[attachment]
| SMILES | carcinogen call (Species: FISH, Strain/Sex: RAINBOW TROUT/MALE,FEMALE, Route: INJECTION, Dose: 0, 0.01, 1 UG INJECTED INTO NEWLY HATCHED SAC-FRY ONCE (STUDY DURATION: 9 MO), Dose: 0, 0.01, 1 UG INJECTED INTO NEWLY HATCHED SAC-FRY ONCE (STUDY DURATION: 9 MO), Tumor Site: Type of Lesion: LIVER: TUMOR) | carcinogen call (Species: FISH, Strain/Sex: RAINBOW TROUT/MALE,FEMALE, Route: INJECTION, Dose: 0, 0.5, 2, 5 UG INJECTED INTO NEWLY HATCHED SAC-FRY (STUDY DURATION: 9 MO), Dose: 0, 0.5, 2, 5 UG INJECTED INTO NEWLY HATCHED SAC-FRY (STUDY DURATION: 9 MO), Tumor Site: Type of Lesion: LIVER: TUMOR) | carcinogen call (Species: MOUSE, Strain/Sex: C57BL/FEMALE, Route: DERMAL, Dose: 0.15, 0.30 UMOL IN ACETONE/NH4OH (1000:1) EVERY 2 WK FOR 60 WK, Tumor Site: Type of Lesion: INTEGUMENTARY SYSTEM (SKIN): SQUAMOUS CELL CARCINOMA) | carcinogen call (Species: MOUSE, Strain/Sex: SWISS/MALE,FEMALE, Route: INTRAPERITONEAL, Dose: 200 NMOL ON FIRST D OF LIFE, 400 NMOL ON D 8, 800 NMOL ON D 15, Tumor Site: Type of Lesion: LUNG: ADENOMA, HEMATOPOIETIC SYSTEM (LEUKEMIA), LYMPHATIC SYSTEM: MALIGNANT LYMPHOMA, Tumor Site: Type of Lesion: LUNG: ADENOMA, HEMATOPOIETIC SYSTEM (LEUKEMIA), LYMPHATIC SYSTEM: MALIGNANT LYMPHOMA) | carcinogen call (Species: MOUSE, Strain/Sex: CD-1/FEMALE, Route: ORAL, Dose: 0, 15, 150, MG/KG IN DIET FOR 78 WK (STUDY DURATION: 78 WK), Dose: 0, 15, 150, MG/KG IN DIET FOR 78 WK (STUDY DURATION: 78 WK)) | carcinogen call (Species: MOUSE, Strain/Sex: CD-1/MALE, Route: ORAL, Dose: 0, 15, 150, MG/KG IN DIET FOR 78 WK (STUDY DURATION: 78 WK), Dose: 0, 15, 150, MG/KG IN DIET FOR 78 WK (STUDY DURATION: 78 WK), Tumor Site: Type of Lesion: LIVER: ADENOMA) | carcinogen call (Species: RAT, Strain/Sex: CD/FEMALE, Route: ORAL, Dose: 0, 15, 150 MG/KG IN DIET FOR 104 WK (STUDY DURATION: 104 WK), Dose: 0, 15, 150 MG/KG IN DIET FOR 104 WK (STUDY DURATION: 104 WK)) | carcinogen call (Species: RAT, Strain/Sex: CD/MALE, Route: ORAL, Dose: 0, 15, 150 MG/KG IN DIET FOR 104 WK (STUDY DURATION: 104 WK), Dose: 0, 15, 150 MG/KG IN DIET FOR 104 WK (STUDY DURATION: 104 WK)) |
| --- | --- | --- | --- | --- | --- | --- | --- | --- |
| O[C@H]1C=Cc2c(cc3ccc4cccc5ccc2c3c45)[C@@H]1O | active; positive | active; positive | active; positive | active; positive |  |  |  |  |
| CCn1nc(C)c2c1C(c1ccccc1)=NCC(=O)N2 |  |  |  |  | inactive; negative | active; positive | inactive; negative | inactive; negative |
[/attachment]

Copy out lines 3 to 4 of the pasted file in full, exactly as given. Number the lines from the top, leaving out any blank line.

| O[C@H]1C=Cc2c(cc3ccc4cccc5ccc2c3c45)[C@@H]1O | active; positive | active; positive | active; positive | active; positive |  |  |  |  |
| CCn1nc(C)c2c1C(c1ccccc1)=NCC(=O)N2 |  |  |  |  | inactive; negative | active; positive | inactive; negative | inactive; negative |